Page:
P.S. I Love You
P.S. I Love You isn't as pathetically sappy as the title might sound. OK, maybe it is a little, but the film is still a serviceable romantic flick guaranteed to produce sighs and tears.
Holly Kennedy (Hilary Swank) doesn't know how lucky she has it. She's smart, beautiful and married to Gerry (Gerald Butler), a passionate, funny and impetuous Irishman who loves her with every breath in his body. But when that breath runs out--Gerry dies unexpectedly from an illness--Holly's luck runs out. Barely coping, her salvation arrives in the form of letters from Gerry that come to Holly in unexpected ways--letters he wrote to her before he died to help her get through the pain and move on with her life, and letters that always end with "P.S. I Love You." A saint, huh? Holly's mother (Kathy Bates) and best friends Sharon (Gina Gershon) and Denise (Lisa Kudrow) begin to worry Gerry's letters are keeping Holly tied to the past, but, in fact, each letter pushes Holly on a journey of rediscovery and to show her how a love so strong can turn the finality of death into new beginning for life. Tissues, please!
Swank will be damned if she pigeonholes herself into always playing serious women who don't wear makeup. P.S. I Love You is her stab at romantic dramedy, and while the genre may not suit her best, the Oscar-winning actress still has fun playing a spirited woman who wears designer clothes, cute hats and gets to make out with a strapping Irish hunk. Actually, Swank gets to bed TWO strapping Irish hunks in P.S. I Love You: The first is the yummy Butler, of course, and the other is Gerry's old bandmate William, played by American Jeffrey Dean Morgan (who'll be seen in the upcoming romantic comedy The Accidental Husband with Uma Thurman). Lucky girl. Butler, however, is the one the ladies will sigh over the most. Having already given a powerhouse performance this year as the Spartan king in 300, the Scottish actor turns the tables to show his soft underbelly as the adorably romantic and fun-lovin' Gerry. The abs still rock, though. One can easily see why Holly is such a mess after he dies. Gershon and Kudrow add some genuineness as Holly's friends (someone please find a Kudrow a TV show), as does Bates as Holly's hardened mother. Harry Connick Jr., however, seems out of place as Holly's would-be suitor. She just needs to stick with the Irish guys.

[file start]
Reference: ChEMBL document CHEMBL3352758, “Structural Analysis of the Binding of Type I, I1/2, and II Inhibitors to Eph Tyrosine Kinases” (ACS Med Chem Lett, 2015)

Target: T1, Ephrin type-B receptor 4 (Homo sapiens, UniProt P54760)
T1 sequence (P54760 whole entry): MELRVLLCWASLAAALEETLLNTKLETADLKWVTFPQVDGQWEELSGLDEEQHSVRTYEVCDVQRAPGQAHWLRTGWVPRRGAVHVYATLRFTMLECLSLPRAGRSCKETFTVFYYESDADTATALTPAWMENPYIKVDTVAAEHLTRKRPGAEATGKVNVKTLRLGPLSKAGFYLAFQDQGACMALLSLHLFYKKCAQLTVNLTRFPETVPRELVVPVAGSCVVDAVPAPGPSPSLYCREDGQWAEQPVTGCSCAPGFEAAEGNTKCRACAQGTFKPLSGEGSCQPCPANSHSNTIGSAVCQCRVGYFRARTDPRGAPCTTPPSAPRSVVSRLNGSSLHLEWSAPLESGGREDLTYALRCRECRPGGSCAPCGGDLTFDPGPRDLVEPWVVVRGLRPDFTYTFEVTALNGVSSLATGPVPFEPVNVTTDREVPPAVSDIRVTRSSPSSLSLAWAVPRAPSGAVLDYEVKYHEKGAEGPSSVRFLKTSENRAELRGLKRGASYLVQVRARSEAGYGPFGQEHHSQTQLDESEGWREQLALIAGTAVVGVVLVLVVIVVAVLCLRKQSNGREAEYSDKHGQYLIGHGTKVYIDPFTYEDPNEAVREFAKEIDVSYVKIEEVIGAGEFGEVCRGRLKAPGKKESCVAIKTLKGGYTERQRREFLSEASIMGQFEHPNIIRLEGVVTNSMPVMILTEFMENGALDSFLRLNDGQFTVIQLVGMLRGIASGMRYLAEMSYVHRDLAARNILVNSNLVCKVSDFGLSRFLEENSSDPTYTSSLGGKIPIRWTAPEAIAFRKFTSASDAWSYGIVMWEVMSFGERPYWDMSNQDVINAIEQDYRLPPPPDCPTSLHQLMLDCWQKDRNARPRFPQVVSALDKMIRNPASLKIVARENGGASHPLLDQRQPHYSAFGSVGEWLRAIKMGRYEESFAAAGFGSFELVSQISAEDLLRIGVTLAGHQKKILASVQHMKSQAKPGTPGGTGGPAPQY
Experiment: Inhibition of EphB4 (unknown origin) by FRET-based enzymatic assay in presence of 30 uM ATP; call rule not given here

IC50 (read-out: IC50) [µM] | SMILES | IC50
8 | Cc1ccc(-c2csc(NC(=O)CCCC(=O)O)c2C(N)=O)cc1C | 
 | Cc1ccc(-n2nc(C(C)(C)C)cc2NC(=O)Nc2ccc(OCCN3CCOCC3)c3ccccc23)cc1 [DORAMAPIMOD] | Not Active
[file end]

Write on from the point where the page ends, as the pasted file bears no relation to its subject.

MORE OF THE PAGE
Hilary Swank teams up with her Freedom Writers director Richard LaGravenese once again for P.S. I Love You, and it's clear they have a symbiotic relationship. Swank probably likes the way LaGravenese accentuates her best features, turning her into a glam leading lady, while LaGravenese obviously enjoys gazing at her through his camera lens. Unfortunately, the two really haven't found the best material. Freedom Writers is the mother of all teacher-gets-students-motivated retreads, while P.S. I Love You--based on a novel by Cecelia Ahern and adapted by LaGravenese and Steven Rogers--is just pure fluff with very little substance behind it. Not that the film won't inspire some romantic feelings or work up tears, but its only real strengths are: 1) the players who somehow rise about the triteness of it all, especially Butler, and 2) the gorgeous landscapes of Ireland, which should send any woman in her right mind straight to the Emerald Isles to find her perfect man. Seriously, ladies, book your trips NOW.
Hollywood.com rated this film 2 stars.